I've been working like crazy since my return,. I've been slammed at work and I've enjoyed every minute of it. Every single minute. I am also typing this from a new Toshiba laptop that my parents bought me last week and I'm loving that, too. It's lightning fast, has a 17" screen and I can load my huge spreadsheets on it, have five applications running and never miss a beat. It's great fun and we're still getting to know each other, but I'm feeling a delicious synchronicity.

There is, however, excitement in the air! Upon my return from Yankee Town (NYC), I was informed by my beautiful daughter-in-law to be, that she and my son had set a wedding date! Yes! June 21st, on Wrightsville Beach, my son Justin and his lovely fiancee Stephanie will officially TIE THE KNOT! We're all very excited for them.

On April 3rd, I will be catching another plane and this time I will head North by Northwest to a town I haven't visited for over 12 years - Charleston, WV. I'm flying up to spend four days visiting my son because I haven't seen him since August and I need a Justin fix! I can't wait to see Justin and Stephanie. I'm looking forward to a tour of my old hometown courtesy of my 22 year old son and his soon-to-be-bride. I have talked with his boss, who happens to be his father, and he has agreed to let the fellow off for a few extra hours to entertain me. I'm looking forward to this trip and by the time I return on 6 April, before you know it, Katie will be coming down to visit and help prepare for the wedding - at which she will not only be the sister of the bridegroom, but will also be the official photographer!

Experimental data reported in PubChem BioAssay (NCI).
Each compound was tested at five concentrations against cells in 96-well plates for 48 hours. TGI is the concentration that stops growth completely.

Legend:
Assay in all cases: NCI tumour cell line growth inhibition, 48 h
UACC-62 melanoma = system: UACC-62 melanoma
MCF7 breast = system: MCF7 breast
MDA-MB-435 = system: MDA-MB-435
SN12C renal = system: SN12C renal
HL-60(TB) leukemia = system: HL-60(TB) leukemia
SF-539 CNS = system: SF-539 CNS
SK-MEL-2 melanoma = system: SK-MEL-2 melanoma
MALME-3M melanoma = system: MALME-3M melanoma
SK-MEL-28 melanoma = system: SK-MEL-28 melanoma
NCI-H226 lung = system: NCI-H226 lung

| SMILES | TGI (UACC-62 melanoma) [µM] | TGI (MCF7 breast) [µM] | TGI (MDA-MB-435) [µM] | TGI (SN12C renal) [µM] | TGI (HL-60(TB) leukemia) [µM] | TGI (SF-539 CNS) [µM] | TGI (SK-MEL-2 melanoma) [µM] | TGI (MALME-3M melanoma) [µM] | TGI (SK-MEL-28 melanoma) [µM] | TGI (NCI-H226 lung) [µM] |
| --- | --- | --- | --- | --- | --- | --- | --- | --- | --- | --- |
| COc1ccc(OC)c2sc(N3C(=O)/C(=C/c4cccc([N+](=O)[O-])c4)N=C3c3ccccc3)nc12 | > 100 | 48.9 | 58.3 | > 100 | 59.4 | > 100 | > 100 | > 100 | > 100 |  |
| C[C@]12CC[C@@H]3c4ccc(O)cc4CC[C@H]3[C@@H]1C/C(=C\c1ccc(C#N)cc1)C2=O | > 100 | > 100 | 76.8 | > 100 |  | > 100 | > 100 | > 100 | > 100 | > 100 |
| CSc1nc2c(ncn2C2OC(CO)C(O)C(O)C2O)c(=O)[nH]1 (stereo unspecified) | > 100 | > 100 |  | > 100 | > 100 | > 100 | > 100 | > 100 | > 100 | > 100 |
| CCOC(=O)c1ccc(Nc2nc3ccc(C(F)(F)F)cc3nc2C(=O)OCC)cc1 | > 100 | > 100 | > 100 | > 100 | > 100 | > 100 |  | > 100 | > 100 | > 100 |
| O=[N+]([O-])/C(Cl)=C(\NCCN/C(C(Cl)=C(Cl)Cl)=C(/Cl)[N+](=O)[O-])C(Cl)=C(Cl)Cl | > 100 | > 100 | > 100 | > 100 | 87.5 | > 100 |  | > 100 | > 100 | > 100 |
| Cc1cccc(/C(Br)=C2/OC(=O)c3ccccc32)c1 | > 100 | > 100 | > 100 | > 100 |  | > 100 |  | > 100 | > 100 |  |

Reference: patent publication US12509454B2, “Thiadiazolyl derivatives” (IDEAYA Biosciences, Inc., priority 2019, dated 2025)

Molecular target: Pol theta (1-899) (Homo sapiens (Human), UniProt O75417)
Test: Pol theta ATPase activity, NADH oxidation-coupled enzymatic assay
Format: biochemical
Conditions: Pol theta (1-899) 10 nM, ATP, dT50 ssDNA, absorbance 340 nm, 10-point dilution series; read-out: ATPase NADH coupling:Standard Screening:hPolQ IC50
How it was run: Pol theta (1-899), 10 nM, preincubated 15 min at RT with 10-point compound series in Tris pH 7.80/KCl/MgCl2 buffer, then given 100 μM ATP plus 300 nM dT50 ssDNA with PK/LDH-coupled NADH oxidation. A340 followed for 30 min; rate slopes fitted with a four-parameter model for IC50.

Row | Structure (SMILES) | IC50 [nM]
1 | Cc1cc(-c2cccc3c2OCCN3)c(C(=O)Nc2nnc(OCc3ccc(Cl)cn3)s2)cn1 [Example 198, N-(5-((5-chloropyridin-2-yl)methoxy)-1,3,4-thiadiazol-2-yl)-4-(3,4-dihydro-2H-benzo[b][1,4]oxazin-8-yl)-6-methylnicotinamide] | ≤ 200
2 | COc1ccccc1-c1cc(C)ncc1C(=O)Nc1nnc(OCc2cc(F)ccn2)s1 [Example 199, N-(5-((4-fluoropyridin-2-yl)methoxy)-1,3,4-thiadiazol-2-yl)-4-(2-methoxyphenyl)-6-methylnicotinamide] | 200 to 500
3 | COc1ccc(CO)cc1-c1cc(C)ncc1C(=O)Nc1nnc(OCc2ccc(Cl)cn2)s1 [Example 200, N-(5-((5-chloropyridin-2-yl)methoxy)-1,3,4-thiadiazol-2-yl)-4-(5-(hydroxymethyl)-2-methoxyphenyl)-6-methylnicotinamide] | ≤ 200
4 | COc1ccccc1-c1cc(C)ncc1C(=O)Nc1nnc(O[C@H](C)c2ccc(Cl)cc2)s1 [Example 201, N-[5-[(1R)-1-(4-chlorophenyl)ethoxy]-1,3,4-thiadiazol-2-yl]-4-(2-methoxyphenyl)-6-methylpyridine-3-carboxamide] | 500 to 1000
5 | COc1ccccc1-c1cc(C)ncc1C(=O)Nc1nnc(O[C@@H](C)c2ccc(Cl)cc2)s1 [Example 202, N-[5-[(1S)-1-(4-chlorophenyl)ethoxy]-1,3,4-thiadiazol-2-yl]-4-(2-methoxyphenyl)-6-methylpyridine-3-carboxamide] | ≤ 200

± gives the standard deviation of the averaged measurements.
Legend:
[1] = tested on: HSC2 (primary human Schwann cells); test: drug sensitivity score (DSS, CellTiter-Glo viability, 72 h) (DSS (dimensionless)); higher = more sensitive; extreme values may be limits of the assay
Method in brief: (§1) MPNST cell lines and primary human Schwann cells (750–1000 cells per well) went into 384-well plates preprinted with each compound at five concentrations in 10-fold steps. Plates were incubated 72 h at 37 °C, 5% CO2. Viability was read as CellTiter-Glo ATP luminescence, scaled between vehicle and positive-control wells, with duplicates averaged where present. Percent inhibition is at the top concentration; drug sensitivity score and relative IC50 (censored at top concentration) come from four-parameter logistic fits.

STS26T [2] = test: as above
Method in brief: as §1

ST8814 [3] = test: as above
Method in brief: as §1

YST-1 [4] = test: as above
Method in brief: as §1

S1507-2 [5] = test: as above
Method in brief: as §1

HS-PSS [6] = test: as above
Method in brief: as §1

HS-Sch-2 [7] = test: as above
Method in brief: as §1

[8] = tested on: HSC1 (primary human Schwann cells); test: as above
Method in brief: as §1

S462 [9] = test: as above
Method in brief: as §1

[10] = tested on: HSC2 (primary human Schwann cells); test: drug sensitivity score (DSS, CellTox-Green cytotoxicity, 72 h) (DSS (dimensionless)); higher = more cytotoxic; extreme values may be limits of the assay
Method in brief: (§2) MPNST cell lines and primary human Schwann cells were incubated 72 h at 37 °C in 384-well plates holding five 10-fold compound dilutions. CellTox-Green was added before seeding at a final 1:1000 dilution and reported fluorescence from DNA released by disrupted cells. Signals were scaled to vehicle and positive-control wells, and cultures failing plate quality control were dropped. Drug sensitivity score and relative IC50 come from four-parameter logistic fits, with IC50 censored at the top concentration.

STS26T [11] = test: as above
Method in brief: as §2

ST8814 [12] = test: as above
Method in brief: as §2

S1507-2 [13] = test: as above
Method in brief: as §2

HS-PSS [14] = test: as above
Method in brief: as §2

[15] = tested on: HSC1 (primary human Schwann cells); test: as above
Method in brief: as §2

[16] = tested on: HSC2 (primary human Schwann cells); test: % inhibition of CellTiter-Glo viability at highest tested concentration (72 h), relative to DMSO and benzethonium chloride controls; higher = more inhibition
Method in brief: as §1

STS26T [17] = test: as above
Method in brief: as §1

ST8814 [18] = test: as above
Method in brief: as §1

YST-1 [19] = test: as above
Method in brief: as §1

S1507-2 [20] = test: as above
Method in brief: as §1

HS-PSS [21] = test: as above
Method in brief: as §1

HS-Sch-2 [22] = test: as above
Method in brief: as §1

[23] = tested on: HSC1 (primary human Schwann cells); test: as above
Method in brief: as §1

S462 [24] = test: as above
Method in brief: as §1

We have much to celebrate, to be grateful for and sometimes when I think of my family, my friends, my town, my animals, my books, the ocean, and the list goes on, I am struck - literally - by just how blessed each of these days of our lives truly are - they are so inextricably intertwined, but in the best way possible, because somehow they are fashioned in a way that allows us to be close, even as we each chase our own dreams, realize our respective goals, struggle and learn and make our way on paths that feel bathed in dappled-sunlight and I know intrinsically that this light must absolutely originate from the center of heaven. It really does feel that way and I am in awe of every single second of it. It occurs to me that I wouldn't understand how precious all of this is, how illuminated these paths are, without having walked down a few dark wrong curves and you know, I'm grateful for those, too. For the lessons they impart, a determination they stoke, and a perspective that would be impossible to understand by any other means.

Spring is in the air, daylight lingers later into the evening now, and though I don't own a sailboat as of this writing, I appreciate these days of fair winds, and following seas.

25 January 2009

Brrrrrrrr, Brrrrrrr Birthdays